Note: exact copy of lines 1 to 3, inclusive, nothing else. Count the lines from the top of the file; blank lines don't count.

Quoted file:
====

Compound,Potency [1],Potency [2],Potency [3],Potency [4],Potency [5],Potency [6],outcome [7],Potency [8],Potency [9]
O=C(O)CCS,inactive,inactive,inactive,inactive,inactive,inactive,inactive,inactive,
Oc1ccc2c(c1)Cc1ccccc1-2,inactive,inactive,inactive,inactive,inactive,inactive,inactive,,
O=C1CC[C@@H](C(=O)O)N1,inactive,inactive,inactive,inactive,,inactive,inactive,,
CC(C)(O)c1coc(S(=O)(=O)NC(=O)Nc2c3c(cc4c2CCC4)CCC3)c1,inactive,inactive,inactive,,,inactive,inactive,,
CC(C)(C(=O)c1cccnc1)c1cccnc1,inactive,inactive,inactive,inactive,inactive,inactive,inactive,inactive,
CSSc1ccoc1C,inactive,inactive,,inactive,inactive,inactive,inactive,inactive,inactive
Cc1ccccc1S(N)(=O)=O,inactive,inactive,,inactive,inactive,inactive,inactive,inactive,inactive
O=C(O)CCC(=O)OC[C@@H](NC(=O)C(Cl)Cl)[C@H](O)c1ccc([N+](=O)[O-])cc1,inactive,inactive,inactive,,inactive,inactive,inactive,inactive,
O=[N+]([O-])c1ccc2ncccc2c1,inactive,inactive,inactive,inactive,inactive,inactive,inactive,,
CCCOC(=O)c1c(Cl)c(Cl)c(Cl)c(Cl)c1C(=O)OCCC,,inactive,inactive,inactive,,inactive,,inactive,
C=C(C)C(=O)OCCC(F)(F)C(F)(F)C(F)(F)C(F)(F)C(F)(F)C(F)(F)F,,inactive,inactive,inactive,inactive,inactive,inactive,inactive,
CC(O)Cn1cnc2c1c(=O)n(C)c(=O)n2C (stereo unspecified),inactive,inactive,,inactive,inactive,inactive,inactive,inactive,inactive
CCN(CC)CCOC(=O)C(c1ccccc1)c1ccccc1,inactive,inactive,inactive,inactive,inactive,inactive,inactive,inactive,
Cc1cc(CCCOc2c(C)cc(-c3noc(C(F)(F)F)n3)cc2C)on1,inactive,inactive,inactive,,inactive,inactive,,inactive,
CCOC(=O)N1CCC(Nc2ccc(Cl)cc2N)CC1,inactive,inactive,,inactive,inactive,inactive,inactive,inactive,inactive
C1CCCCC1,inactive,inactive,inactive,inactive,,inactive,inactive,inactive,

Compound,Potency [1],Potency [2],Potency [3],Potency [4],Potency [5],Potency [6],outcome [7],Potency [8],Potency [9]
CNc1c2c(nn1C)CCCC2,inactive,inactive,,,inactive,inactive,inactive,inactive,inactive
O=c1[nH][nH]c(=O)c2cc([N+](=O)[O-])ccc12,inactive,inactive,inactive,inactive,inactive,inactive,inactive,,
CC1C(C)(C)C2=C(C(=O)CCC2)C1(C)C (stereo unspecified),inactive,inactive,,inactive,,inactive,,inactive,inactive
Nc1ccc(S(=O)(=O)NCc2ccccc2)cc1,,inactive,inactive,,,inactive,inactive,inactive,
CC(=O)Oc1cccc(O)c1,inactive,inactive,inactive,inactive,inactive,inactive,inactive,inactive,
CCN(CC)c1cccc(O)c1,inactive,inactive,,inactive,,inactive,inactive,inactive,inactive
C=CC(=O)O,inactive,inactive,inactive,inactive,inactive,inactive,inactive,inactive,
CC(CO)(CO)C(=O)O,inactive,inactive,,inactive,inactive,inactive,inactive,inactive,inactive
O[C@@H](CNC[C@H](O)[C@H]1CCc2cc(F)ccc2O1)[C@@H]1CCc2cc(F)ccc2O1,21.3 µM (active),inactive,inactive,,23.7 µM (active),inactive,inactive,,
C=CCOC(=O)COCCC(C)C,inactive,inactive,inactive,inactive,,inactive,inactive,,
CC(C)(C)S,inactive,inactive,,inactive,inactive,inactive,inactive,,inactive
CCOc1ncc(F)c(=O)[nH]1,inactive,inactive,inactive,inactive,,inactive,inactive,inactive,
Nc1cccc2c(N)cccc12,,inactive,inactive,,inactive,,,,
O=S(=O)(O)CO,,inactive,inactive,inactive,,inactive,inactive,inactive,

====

Compound,Potency [1],Potency [2],Potency [3],Potency [4],Potency [5],Potency [6],outcome [7],Potency [8],Potency [9]
O=C(O)CCS,inactive,inactive,inactive,inactive,inactive,inactive,inactive,inactive,
Oc1ccc2c(c1)Cc1ccccc1-2,inactive,inactive,inactive,inactive,inactive,inactive,inactive,,